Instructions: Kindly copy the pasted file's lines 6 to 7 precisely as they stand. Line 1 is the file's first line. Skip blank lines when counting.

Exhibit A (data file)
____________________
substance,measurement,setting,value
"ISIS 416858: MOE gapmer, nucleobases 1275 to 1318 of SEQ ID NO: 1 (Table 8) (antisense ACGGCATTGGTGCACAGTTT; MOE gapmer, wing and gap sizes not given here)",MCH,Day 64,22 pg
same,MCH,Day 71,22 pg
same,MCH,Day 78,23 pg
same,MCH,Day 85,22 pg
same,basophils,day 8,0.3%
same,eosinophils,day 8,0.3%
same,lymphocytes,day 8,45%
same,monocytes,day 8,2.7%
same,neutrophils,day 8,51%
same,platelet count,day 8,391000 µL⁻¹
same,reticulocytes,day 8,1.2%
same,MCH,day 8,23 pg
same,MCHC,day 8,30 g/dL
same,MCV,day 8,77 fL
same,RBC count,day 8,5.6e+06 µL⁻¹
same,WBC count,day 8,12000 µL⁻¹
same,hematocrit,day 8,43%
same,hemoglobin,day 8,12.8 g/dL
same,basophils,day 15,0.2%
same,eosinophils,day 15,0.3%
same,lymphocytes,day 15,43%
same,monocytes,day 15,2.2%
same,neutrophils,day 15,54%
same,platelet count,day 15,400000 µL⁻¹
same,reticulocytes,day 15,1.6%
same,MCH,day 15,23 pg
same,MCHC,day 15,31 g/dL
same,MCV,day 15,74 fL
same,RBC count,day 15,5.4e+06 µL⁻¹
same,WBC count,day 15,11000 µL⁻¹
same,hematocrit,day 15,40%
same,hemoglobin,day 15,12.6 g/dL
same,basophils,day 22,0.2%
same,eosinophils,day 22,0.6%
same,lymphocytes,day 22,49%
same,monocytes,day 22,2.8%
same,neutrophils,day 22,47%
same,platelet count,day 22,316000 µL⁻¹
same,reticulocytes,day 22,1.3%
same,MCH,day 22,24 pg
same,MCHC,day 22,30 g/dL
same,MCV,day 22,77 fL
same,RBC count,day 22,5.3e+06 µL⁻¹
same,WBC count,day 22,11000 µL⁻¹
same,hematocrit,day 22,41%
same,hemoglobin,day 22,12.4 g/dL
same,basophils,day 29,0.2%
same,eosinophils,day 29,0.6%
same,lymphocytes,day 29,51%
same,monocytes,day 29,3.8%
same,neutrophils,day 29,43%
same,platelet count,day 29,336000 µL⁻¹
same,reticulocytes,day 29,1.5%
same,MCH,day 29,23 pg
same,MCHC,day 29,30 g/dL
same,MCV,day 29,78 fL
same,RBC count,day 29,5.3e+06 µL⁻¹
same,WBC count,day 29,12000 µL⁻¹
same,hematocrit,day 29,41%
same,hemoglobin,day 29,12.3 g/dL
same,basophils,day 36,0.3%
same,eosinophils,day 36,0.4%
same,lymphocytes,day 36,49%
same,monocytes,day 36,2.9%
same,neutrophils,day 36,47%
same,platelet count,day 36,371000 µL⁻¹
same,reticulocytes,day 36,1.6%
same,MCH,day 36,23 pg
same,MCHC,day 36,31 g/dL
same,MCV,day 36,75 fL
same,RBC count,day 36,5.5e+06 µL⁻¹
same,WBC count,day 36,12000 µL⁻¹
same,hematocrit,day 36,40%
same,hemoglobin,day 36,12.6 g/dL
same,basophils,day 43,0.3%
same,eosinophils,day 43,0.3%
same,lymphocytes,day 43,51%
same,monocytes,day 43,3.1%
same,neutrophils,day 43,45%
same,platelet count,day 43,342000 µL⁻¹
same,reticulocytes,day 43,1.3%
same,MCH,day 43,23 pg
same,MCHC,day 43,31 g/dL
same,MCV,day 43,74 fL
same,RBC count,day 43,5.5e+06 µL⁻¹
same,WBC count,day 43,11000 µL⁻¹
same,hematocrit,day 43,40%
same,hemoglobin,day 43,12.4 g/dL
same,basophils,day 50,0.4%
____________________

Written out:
same,basophils,day 8,0.3%
same,eosinophils,day 8,0.3%